• Nowadays, rarely seen in resection specimens because of conservative treatment and no need for surgery (Nikiforov: Diagnostic Pathology and Molecular Genetics of the Thyroid, 3rd Edition, 2019)
Microscopic (histologic) images

Contributed by Truong Phan Xuan Nguyen, M.D.

Follicular damage

Granuloma

Multinucleated giant cells

Virtual slides

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Subacute thyroiditis

Acute (subacute) nonsuppurative thyroiditis

Cytology description
Cytology images

Contributed by Truong Phan Xuan Nguyen, M.D. and Ayana Suzuki, C.T.

Cellular smear

Multinucleated giant cells

Epithelioid cells

Giant cell

Positive stains
Sample pathology report
  • Thyroid, left lobe, fine needle aspiration:
    • Benign (Bethesda category II)
    • Subacute thyroiditis (see comment)
    • Comment: Moderately cellular aspirate with multinucleated giant cells, clustered epithelioid histiocytes, scattered lymphocytes and neutrophils consistent with subacute thyroiditis.
  • Thyroid, completion thyroidectomy:
    • Subacute thyroiditis (see comment)
    • Comment: Marked inflammation with granulomas containing multinucleated giant cells and epithelioid histiocytes without caseation necrosis. Areas of fibrosis are patchily distributed. The findings are diagnostic of subacute thyroiditis.
Differential diagnosis
  • Palpation thyroiditis:
    • Also called multifocal granulomatous thyroiditis
    • May be distributed throughout gland
    • No neutrophils
    • Multinucleated giant cells
  • Sarcoidosis:
    • Granulomas usually found in interstitium
    • Small, compact aggregates of epithelioid histiocytes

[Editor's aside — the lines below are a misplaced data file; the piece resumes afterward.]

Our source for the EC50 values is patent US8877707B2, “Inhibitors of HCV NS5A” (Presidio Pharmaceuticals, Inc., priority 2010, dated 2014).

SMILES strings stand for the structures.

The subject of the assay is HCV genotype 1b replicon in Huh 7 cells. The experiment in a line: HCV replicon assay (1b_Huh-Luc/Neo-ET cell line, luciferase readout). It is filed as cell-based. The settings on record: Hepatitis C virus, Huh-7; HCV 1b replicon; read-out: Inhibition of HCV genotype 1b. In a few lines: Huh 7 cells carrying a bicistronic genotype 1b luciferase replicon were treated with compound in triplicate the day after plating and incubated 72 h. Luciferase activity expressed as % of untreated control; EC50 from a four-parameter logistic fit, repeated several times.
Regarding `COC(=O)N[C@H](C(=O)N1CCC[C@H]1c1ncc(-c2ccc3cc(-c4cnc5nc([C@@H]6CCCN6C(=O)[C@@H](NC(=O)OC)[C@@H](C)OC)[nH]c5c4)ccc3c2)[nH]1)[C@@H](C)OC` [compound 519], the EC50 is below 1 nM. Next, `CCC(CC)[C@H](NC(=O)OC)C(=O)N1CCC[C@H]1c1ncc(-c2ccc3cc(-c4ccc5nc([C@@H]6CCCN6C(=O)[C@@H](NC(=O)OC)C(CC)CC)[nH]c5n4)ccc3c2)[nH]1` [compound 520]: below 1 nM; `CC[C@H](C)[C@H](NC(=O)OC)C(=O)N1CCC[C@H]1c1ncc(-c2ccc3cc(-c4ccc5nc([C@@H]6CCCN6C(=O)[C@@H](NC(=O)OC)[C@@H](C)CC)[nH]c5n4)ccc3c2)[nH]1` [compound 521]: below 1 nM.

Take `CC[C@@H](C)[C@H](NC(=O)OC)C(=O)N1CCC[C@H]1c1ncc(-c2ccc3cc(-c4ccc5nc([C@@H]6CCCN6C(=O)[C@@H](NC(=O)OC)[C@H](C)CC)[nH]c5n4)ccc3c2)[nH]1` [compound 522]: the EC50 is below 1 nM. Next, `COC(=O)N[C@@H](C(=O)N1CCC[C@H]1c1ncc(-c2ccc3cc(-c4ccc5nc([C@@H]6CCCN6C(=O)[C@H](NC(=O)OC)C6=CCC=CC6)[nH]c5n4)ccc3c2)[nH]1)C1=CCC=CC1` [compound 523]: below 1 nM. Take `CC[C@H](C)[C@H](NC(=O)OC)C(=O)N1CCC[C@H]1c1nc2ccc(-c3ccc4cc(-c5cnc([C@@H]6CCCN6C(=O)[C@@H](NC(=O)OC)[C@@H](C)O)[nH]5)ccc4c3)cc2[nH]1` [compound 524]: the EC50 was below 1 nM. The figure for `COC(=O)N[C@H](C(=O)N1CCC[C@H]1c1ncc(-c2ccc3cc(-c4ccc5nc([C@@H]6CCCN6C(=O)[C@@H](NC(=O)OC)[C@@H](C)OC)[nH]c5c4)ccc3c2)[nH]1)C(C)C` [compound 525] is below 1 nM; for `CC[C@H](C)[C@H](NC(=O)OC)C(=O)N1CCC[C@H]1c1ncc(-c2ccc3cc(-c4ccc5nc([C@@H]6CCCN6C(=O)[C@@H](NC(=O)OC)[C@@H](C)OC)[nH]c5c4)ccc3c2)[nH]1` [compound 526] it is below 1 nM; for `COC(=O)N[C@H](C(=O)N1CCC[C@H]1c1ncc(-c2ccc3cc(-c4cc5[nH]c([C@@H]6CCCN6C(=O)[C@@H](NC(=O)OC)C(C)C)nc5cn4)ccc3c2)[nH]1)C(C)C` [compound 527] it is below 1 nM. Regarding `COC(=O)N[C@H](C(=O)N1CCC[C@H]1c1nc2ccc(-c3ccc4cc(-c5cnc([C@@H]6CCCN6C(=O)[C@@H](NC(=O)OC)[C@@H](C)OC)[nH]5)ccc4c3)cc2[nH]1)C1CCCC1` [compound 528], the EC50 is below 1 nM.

• Giant cells may be present
    • Necrosis tends to be absent
  • Tuberculosis:
    • Granulomas with caseation
    • Granulation tissue and fibrosis
    • AFB positive
  • Chronic lymphocytic (Hashimoto) thyroiditis:
    • Diffuse, nontender thyroid gland
    • Primary features: oncocytic epithelium, lymphocytes, germinal centers
    • Lacks follicle destruction and giant cells
  • Thyroid primary and metastatic malignant tumors (BMC Endocr Disord 2019;19:86):
    • Tumors sometimes imitate symptoms of subacute thyroiditis, which may lead to delayed diagnosis of the thyroid malignancy
    • Neck sonography and thyroid FNA are helpful in identifying invasive growth and atypical malignant cells, respectively
Board review style question #1

A 40 year old woman presented to her family physician with fatigue. Several weeks ago, she had a runny nose and cough. A physical examination reveals a tender thyroid gland. Laboratory testing reveals a TSH of 0.3 mIU/L and T3 of 5 nmol/L, T4 of 4.5 nmol/L. Of the following, what would a cytologic examination of the thyroid gland reveal?

  1. Abscesses
  2. Clear nuclei and psamomma bodies
  3. Clustered epithelioid cells and giant cells
  4. Lymphocyte and oncocytic change
  5. Small follicles
Board review style answer #1
C. Clustered epithelioid cells and giant cells. This case has clinical appearances and cytologic features of subacute thyroiditis.

Comment Here

Reference: Subacute thyroiditis
Board review style question #2

A 45 year old woman reported 1 week symptoms of fatigue, fever, myalgias and neck pain. Neck examination demonstrates significant thyroid gland tenderness. Which histologic changes would likely accompany the above symptoms?

  1. Enlarged cells with large intranuclear inclusions
  2. Foreign material
  3. Granulomas with giant cells and epithelioid histiocytes
  4. Markedly atypical cells
  5. Papillae
Board review style answer #2
C. Granulomas made of giant cells and epithelioid histiocytes are a typical histologic feature of subacute thyroiditis.

Comment Here

Reference: Subacute thyroiditis